# [Rd] Using the nls package

Telford Tendys telford@progsoc.uts.edu.au
Tue, 1 Aug 2000 16:06:06 +1000

```On Mon, Jul 31, 2000 at 07:20:32AM +0100, Prof Brian D Ripley wrote:
>
> How can you be sure?  What are `the same numbers'?  The parameters
> unchanged to machine precision, yes, but that's not what you print.

The only safe way I can think of would be to go for machine precision
as the default and then have some user-settable threshold for:

( current residual / previous residual )

> > Yes, this is understandable but if most people are like me (questionable
> > assumption I admit) they try a few artificial examples first to get
> > the general idea of how these things work. I guess there is a certain
> > illogical assumption that if I try what seems to me to be an obviously
> > easy problem and it cannot handle it then something must be wrong and
> > trying harder problems is not going to help.
>
> Perhaps you need to read up on the algorithmic theory so you are not so
> easily confused.  NLS problems with an exact-fit solution are a different
> sub-class with different effective algorithms.

Undoubtably there is a lot more reading that I can do to improve
my understanding. I'm just making a suggestion based on the observation
that the algorithm actually found the right answer very quickly.

> > SQUARES of the modulus of the residuals. Using the modulus itself
> > would be similar to using the absolute value of the residuals in the
> > non-complex case (not what we want I believe).
>
> Sum of squares is common, and ises for complex linear regression in those
> cases where it makes sense (e.g. in time series regression one
> FFT-ed series on others).

As it turns out, I am working with FFT data, I am looking for a transfer
function that will fit some admittance measurements.

> > In either case, the documentation should mention that complex
> > numbers are not supported.
>
> Why should documentation mention everything the function does not do? There
> are *lots* of places in R where numeric quantities must be real.  Linear
> regression (lm) for a start.  What nls says is
>
>  formula: a nonlinear model formula including variables and parameters
>
> which is none too explicit, but the reference (Bates & Watts) is,
> so I assume you did not read it.

The UTS library does have a copy but it isn't due back till September.

I searched a few of the local bookshops (over the internet) and
Diana Bates (with her children's stories) came up infinitely more often
than Douglas Bates and his regression. I will have to search the
University Co-op bookshop with my hands because the recent introduction of
GST has blown up their webpage.

Douglas, if you are reading this, what say you help me understand the
code in nls.R and nls.c and I'll promise to buy your book (though it could
take me a while to mail-order it in) ?

> A pretty good reasonable assumption is that statistics does not work
> in complexe numbers unless explicitly stated.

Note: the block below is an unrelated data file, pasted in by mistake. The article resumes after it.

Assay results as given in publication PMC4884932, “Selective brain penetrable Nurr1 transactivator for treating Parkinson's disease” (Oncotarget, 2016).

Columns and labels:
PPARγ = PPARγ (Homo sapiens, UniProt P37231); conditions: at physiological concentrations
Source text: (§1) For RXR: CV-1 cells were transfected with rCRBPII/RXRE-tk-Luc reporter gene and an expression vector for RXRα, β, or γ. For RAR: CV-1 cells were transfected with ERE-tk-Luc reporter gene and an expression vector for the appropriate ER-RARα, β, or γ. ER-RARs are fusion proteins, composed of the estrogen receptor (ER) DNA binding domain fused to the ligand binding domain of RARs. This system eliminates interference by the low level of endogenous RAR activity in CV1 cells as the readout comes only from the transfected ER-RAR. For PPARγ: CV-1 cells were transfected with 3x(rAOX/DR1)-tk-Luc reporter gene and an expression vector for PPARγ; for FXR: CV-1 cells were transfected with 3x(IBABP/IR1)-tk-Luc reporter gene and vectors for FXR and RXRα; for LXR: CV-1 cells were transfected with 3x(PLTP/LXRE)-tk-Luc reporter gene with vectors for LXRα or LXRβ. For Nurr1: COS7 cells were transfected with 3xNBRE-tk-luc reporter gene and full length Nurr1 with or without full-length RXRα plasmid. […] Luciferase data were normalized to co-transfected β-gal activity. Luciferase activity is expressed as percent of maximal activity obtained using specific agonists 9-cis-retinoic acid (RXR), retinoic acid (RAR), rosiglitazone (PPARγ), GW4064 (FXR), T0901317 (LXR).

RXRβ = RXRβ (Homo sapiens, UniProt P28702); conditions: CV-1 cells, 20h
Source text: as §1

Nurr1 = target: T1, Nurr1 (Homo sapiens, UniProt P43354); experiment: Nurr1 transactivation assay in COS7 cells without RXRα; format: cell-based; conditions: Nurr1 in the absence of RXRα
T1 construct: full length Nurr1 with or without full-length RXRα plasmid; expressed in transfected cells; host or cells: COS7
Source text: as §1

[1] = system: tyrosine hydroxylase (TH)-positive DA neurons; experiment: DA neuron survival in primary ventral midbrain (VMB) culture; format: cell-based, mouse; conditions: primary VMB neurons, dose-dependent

Consider also the case for fitting higher dimensional REAL data.
Admittedly, this is a contrived example but you may have an experiment
with one input variable and three output variables. You know from theory
that the output variables are all related to each other by some function
but you need to find particular parameters in that function:

> d <- data.frame( x=1:10 )
> d\$y <- eval( expression( outer( x, 1:3 )), d )
> d\$y <- d\$y + rnorm( length( d\$y ))
> library( nls )
> w <- nls( y ~ I( outer( x, P1 * 1:3 ) + P2 ), d, start=list( P1=3, P2=3 ))
Error in qr.qty(QR, resid) : qr and y must have the same number of rows

If the nls system supported these `wide' problems properly then complex
number support could just be recast as a special case of the same.
>From a mathematical point of view, this sort of regression can be recast
into a normal regression but with more sample points (and each sample
point repeated N times) and with a bogus input variable that gives the
column number. Thus, the same fundamental algorithm must work for both
cases if the structure of the data is suitably munged around.

I've been looking through the code in nls.c and nls.R quite closely and
I can see a lot of stuff which seems to be catering to cases of various
dimensional objects. I cannot fully comprehend what it does and I cannot
get a high dimensional case (such as the above) to work properly.

The crux of it seems to be that qr() needs a matrix to work on
so it uses as.matrix() to coerce its input. If you feed it a vector
you get a column matrix (sounds good), if you feed it a matrix you
have no problem, if you feed it a high dimensional tensor you get
a column vector (which surprised me), and qr() goes with that:

> dim( qr( 1:10 )\$qr )
[1] 10  1
> dim( qr( outer( 1:3, 1:5 ))\$qr )
[1] 3 5
> dim( qr( outer( 1:2, outer( 1:3, 1:4 )))\$qr )
[1] 24  1

The result is that the nls model comes to grief when it feeds
the three dimensional tensor into qr() then what it gets back
(i.e. a long, thin column matrix) does not match up with anything.

>  That's why in R
>
> > sqrt(-1)
> [1] NaN
> Warning message:
> NaNs produced in: sqrt(-1)

But sqrt() DOES support complex numbers... so the assumption is that
most users will not expect complex numbers to crop up in their calculations
unless they were deliberately put there, but once deliberatly put there,
they work properly.

I would be happy to see two examples added to the documentation for sqrt,
those being sqrt(-1) and sqrt(-1+0i).

- Tel

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```